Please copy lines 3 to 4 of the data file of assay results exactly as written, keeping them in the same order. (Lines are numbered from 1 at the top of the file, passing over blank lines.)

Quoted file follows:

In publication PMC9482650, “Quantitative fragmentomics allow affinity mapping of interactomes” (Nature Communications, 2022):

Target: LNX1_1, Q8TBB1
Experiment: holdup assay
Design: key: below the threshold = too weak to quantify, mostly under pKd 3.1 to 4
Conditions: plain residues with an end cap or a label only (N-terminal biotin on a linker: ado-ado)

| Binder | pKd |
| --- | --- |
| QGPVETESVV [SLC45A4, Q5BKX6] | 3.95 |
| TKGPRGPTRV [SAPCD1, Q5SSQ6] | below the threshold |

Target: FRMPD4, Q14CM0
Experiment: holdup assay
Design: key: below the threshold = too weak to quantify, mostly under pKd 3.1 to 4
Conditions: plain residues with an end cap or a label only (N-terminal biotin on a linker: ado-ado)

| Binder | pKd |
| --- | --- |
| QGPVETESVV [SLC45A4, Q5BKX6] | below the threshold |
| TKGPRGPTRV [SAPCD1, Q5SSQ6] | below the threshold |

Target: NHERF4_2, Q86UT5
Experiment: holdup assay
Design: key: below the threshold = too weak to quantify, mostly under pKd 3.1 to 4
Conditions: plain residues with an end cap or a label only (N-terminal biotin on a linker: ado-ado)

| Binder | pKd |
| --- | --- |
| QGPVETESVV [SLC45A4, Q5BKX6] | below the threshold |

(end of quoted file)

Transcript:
Experiment: holdup assay
Design: key: below the threshold = too weak to quantify, mostly under pKd 3.1 to 4